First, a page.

1. I am definitely in the first failure part. and halos second for not planning what I want to do when I figure it out. I was able to get a very high paying job in the month I was retiring. I never really changed what specific thing I was doing, from military to civilian was doing same thing. living overeas on Europe still seeing same people I worked with. Then my three year contract became 2 and I didn’t accept the GS-11 position at a significant lower pay. So I decided to try my luck back I. the US and it has been since sept 2012, have not found anything close to being comparable. I picked up a part time job at The Home Depot as a cashier. Even though I had applied for manager positions, and operations positions. it’s definitely something I am missing but not sure what that is.

  2. Larry, yes, the contraction in defense and intel spending in past 18 months has hit a lot of people hard. Start to look at your job search via

    Join some LinkedIn veterans groups for more ideas and help too.

    And look at some of the CJN videos too for ideas on how to figure out what you want to do next and how to get there. Not so easy to get back from longer unemployment but you can do it. Here’s a video on asking for help in your job search more effectively:
    good hunting!

  3. Patra, great advice. We military types have a tendency to be very self confident, well educated, and have tackled jobs of significant difficulty and diversity. Why wouldn’t we think that we can pretty much do any job if given the opportunity? Well, the answer is, the majority of prospective employers don’t think the same way. They are seeking people who have experience in their market area, or area of expertise, services, product. Sure, you may have led hundreds, or even thousands of people, be very analytical, have a great background of accomplishments and successes, but have you ever managed a big box retail store? Most likely not. Guess what? The owner(s) of that big box are not wanting someone is only smart, analytical, or a proven leader, they want someone who knows retail and has experience having worked in/managed a retail store. Consequently, your chances of being hired to fill that position, or hundreds of others for whom the hiring managers are seeking qualified and experience employees in THAT area of expertise are pretty much nil.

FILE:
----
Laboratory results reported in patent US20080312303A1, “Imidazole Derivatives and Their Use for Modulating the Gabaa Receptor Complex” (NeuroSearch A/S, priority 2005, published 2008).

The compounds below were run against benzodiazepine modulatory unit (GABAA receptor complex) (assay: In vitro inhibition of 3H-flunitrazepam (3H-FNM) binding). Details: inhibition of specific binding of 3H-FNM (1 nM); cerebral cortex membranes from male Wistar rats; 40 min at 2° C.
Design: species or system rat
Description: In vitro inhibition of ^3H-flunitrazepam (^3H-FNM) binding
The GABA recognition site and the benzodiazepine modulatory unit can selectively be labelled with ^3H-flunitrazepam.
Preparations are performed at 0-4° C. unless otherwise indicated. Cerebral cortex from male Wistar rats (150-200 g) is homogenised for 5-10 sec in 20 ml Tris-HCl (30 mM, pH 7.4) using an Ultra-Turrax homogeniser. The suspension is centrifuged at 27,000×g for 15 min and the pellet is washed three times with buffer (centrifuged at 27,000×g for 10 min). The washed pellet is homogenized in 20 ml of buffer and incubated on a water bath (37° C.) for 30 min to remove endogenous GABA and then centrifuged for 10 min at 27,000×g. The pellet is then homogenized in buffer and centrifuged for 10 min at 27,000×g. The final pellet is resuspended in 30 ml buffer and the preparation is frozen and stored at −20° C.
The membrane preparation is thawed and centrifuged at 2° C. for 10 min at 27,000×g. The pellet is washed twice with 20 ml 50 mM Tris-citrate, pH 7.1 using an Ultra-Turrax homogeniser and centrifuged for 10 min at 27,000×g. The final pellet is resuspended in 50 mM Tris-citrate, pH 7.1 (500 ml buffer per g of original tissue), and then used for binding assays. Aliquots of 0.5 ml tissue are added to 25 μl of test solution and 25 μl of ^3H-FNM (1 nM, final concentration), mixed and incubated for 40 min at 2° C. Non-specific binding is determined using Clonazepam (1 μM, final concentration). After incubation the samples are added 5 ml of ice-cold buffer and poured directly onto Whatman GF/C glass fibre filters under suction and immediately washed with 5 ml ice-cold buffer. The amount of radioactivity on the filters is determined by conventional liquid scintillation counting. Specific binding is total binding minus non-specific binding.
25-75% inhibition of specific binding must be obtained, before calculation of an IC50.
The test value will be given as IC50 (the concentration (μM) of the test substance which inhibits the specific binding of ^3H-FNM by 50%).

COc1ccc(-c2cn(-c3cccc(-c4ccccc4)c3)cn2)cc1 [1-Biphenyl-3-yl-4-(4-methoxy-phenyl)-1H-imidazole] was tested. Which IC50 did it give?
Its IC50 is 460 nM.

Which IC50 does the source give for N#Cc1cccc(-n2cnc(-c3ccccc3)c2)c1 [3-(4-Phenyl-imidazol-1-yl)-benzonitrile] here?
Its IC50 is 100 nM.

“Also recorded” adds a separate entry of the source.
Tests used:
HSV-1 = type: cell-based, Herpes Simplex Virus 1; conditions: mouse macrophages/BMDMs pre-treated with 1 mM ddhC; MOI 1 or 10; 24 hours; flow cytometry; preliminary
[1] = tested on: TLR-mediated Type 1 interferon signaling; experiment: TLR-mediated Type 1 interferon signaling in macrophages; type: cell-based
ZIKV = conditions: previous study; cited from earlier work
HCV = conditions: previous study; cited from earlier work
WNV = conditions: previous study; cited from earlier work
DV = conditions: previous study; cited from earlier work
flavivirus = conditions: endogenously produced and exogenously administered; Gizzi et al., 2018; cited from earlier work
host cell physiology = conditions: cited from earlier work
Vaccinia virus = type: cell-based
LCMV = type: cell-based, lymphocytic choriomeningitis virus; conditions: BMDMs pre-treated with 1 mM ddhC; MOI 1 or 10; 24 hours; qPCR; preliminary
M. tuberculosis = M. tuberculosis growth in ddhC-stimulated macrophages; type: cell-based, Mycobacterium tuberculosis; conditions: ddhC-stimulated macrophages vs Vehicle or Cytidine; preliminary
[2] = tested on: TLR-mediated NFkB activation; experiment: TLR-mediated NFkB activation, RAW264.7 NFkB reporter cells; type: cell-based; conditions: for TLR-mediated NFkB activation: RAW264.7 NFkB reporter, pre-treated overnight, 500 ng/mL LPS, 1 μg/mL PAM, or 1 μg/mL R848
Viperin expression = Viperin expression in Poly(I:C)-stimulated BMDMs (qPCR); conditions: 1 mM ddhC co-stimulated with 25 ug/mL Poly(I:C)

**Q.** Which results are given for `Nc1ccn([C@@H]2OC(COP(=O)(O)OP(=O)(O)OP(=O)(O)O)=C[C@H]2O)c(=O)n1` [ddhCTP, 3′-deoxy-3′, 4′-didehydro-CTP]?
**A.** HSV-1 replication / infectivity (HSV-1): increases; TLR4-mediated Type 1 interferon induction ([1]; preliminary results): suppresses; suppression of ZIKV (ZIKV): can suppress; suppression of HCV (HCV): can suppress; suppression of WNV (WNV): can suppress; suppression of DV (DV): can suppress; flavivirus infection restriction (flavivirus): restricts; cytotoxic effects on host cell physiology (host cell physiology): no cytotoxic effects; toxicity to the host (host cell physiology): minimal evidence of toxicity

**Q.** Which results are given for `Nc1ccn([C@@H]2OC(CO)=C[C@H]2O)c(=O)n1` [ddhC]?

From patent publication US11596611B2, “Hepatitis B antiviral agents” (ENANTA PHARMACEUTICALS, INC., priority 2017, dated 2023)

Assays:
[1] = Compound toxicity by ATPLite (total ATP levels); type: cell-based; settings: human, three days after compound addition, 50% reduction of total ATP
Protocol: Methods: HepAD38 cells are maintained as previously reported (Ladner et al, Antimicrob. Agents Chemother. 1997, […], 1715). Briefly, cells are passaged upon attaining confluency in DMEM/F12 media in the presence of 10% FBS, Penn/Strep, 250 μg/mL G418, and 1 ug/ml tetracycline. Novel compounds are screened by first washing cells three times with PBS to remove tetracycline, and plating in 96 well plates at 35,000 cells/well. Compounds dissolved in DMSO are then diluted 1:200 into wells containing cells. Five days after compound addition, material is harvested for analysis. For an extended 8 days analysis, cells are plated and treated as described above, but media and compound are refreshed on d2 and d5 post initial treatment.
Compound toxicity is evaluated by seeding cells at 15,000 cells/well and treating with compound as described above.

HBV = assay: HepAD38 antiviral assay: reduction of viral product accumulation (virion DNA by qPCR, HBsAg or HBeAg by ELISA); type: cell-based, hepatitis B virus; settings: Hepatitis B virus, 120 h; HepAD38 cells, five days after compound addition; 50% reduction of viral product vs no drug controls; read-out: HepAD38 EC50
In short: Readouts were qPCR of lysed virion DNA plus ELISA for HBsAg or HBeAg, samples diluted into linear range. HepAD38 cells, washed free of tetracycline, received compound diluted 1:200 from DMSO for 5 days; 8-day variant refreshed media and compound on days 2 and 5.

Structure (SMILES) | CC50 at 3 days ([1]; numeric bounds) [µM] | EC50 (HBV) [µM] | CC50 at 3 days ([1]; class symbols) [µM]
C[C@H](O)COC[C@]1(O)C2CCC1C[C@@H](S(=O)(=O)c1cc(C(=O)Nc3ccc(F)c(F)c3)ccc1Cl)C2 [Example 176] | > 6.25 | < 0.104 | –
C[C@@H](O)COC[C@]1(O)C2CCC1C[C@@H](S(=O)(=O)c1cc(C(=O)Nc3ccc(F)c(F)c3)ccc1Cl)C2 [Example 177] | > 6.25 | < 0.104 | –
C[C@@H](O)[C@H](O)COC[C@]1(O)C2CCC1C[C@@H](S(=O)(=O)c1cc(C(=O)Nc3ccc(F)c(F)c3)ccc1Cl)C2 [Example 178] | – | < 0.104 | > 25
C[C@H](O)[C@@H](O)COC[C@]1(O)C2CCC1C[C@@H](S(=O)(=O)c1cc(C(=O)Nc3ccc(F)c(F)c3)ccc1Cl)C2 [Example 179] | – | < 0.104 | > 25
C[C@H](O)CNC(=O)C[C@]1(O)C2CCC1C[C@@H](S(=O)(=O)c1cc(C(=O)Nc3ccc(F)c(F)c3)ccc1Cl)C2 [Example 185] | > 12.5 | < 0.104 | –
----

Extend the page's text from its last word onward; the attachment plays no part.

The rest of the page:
Instead, look for training or entry level positions … internships or company training programs that develop leaders into managers or other positions of authority. Or, better yet, find that job where the expertise and knowledge of a particular Service or the military in general is needed, even valued. In my book, that still means taking a hard look at defense contractors, even with the budget draw down and shortfalls impacting those contracts. The Govt is NOT going out of the contractor business, not with the Armed Forces also drawing down to pre-WWII levels.

    Bottom line: learn where your expertise is needed … or where you can get on board and get trained for the position you wish to eventually obtain.